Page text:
Menu
Home
Log in / Register
 
Home arrow Engineering arrow Behavioral Intervention Research: Designing, Evaluating, and Implementing
Source

Phase VII—Sustainability

Finally, Phase VII refers to processes related to maintaining or sustaining an intervention in a practice setting (Burke & Gitlin, 2012). The steps involved in and the challenges of sustainability are yet unknown. However, interventions may need to be supported in different ways to ensure continued fidelity to its implementation. Effective strategies for sustaining interventions may be dependent upon the type of intervention and setting. There may be no single approach that works for all behavioral interventions. Hand washing is an example of a proven intervention that has been integrated into hospital and other clinical settings, yet requires continued reinforcement of its use to sustain this basic proven practice. Various strategies have been tested and are in use, including signage or placement of hand-washing equipment such as liquid dispensers in patient rooms (Mayer et al., 2011).

As already discussed, moving an intervention from Phase I to Phase VII is referred to as a forward translation, in which each phase moves an intervention along for its ultimate implementation in a practice setting. However, new evidence may emerge from embedding an intervention into a practice setting or with implementation and sustainability experience. Dramatic modifications may call for new testing of the intervention in a Phase III or Phase IV context (backward translation).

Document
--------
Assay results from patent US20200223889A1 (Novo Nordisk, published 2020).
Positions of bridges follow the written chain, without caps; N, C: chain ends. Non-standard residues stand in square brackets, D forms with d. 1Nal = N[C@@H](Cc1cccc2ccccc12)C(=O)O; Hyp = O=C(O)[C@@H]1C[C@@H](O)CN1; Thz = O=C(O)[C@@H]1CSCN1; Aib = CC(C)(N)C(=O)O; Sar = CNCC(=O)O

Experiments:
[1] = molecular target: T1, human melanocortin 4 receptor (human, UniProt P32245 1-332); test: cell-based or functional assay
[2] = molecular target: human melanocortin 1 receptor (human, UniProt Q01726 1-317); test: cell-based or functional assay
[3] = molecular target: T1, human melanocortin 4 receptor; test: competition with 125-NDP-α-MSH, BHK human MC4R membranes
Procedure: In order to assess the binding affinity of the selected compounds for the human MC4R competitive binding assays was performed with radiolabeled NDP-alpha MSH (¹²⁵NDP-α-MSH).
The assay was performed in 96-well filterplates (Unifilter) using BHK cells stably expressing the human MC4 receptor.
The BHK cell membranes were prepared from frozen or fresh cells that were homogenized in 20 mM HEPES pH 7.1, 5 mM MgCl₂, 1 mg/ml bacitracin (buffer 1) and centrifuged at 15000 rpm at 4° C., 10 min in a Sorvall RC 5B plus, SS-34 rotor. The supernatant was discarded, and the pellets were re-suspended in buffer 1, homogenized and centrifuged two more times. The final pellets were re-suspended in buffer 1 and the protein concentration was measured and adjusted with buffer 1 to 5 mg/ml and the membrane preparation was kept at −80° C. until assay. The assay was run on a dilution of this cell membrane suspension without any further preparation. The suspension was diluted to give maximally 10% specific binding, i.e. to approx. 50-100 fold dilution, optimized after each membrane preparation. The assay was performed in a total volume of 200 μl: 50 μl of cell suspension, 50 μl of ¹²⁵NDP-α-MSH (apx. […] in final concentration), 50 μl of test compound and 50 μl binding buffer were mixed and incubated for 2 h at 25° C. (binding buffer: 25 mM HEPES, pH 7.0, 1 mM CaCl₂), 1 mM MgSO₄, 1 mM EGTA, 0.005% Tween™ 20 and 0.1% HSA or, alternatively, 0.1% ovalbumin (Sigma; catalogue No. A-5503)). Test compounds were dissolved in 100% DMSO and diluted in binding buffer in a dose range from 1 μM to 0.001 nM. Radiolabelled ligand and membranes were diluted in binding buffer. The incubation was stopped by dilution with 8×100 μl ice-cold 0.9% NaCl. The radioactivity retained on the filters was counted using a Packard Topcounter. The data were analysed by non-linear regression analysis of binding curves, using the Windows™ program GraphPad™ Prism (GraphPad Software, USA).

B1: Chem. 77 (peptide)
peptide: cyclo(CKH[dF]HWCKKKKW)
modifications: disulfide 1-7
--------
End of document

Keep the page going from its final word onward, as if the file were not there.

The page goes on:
Advantage of the Elongated Pipeline

The advantage of the elongated pipeline is that it recognizes the long haul and complex set of activities required to move an intervention from development to evaluation to implementation. These latter elongated phases, however, need more careful delineation and will benefit from the knowledge gleaned from implementation science (see Chapter 19).

As shown in Figure 2.2, these seven phases can be further classified into four overlapping and interactive larger domains of activities: development (discovery, Phases I and II); evaluation (Phases III and IV); implementation (Phases V and VI); and sustainability (Phase VII). This larger grouping of activities has the advantage of recognizing the interconnectedness of each of these phases.

 
Source
Found a mistake? Please highlight the word and press Shift + Enter  
< Prev   CONTENTS   Next >
 
Subjects
Accounting
Business & Finance
Communication
Computer Science
Economics
Education
Engineering
Environment
Geography
Health
History
Language & Literature
Law
Management
Marketing
Mathematics
Political science
Philosophy
Psychology
Religion
Sociology
Travel